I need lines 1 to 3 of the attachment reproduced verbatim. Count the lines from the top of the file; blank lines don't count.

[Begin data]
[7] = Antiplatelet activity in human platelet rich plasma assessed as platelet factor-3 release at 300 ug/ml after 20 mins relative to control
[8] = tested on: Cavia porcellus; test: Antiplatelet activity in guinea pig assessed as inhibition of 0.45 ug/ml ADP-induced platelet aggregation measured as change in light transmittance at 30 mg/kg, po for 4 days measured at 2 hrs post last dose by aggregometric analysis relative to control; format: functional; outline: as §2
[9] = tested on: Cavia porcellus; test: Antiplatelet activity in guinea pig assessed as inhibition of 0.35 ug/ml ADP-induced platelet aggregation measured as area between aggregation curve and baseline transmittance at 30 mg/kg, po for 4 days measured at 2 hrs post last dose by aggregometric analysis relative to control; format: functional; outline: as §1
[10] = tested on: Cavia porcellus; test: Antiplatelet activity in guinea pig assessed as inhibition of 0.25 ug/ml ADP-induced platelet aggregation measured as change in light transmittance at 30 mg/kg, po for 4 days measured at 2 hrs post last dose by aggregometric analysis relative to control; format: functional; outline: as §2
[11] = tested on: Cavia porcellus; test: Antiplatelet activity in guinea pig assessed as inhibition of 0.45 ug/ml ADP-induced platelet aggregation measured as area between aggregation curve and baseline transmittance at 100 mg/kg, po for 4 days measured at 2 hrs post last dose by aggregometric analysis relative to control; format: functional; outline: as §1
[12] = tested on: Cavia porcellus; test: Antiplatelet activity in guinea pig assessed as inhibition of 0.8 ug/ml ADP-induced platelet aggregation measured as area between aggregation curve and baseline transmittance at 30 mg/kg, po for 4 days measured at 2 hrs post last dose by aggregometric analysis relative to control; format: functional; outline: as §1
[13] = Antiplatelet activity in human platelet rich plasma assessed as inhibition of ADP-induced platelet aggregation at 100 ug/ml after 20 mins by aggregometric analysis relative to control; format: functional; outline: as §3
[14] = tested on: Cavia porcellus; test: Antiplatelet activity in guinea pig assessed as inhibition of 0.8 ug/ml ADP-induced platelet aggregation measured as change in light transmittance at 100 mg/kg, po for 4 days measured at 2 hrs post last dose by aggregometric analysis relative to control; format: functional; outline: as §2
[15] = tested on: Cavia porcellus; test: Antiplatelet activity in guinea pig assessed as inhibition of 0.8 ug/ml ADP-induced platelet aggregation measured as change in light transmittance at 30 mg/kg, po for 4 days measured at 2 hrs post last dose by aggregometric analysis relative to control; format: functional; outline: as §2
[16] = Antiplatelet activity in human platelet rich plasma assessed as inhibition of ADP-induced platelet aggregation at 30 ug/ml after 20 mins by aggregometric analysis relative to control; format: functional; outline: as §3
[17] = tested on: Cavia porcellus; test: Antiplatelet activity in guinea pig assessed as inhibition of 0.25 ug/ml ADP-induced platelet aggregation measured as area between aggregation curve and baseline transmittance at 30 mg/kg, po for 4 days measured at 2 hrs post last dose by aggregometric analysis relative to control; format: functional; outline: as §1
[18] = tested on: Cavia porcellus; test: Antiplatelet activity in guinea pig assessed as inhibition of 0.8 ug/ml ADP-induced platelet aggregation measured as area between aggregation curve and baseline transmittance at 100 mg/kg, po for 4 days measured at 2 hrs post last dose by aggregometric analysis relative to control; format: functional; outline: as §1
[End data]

[7] = Antiplatelet activity in human platelet rich plasma assessed as platelet factor-3 release at 300 ug/ml after 20 mins relative to control
[8] = tested on: Cavia porcellus; test: Antiplatelet activity in guinea pig assessed as inhibition of 0.45 ug/ml ADP-induced platelet aggregation measured as change in light transmittance at 30 mg/kg, po for 4 days measured at 2 hrs post last dose by aggregometric analysis relative to control; format: functional; outline: as §2
[9] = tested on: Cavia porcellus; test: Antiplatelet activity in guinea pig assessed as inhibition of 0.35 ug/ml ADP-induced platelet aggregation measured as area between aggregation curve and baseline transmittance at 30 mg/kg, po for 4 days measured at 2 hrs post last dose by aggregometric analysis relative to control; format: functional; outline: as §1